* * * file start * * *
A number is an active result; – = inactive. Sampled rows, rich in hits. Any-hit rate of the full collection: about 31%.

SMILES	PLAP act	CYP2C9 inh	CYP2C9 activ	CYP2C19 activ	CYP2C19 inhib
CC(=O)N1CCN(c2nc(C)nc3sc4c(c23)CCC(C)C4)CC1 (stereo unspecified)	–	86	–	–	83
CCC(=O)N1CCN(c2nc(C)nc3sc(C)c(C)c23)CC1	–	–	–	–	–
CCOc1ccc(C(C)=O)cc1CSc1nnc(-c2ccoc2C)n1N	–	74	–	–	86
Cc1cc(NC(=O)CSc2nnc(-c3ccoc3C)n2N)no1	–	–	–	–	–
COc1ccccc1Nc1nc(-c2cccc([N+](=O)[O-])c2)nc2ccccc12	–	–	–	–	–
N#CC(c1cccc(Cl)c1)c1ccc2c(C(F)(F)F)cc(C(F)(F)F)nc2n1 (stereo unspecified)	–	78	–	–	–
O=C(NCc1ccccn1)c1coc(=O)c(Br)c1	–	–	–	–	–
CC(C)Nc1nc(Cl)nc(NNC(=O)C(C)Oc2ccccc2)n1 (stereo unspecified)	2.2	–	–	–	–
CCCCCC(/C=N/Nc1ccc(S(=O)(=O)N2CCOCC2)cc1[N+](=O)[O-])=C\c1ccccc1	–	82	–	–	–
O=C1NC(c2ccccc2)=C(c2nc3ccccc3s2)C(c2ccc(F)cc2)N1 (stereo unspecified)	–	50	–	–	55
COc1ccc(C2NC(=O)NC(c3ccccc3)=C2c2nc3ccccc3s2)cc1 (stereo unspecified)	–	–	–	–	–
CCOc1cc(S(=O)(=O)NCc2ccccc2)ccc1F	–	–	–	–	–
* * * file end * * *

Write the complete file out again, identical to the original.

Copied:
A number is an active result; – = inactive. Sampled rows, rich in hits. Any-hit rate of the full collection: about 31%.

SMILES	PLAP act	CYP2C9 inh	CYP2C9 activ	CYP2C19 activ	CYP2C19 inhib
CC(=O)N1CCN(c2nc(C)nc3sc4c(c23)CCC(C)C4)CC1 (stereo unspecified)	–	86	–	–	83
CCC(=O)N1CCN(c2nc(C)nc3sc(C)c(C)c23)CC1	–	–	–	–	–
CCOc1ccc(C(C)=O)cc1CSc1nnc(-c2ccoc2C)n1N	–	74	–	–	86
Cc1cc(NC(=O)CSc2nnc(-c3ccoc3C)n2N)no1	–	–	–	–	–
COc1ccccc1Nc1nc(-c2cccc([N+](=O)[O-])c2)nc2ccccc12	–	–	–	–	–
N#CC(c1cccc(Cl)c1)c1ccc2c(C(F)(F)F)cc(C(F)(F)F)nc2n1 (stereo unspecified)	–	78	–	–	–
O=C(NCc1ccccn1)c1coc(=O)c(Br)c1	–	–	–	–	–
CC(C)Nc1nc(Cl)nc(NNC(=O)C(C)Oc2ccccc2)n1 (stereo unspecified)	2.2	–	–	–	–
CCCCCC(/C=N/Nc1ccc(S(=O)(=O)N2CCOCC2)cc1[N+](=O)[O-])=C\c1ccccc1	–	82	–	–	–
O=C1NC(c2ccccc2)=C(c2nc3ccccc3s2)C(c2ccc(F)cc2)N1 (stereo unspecified)	–	50	–	–	55
COc1ccc(C2NC(=O)NC(c3ccccc3)=C2c2nc3ccccc3s2)cc1 (stereo unspecified)	–	–	–	–	–
CCOc1cc(S(=O)(=O)NCc2ccccc2)ccc1F	–	–	–	–	–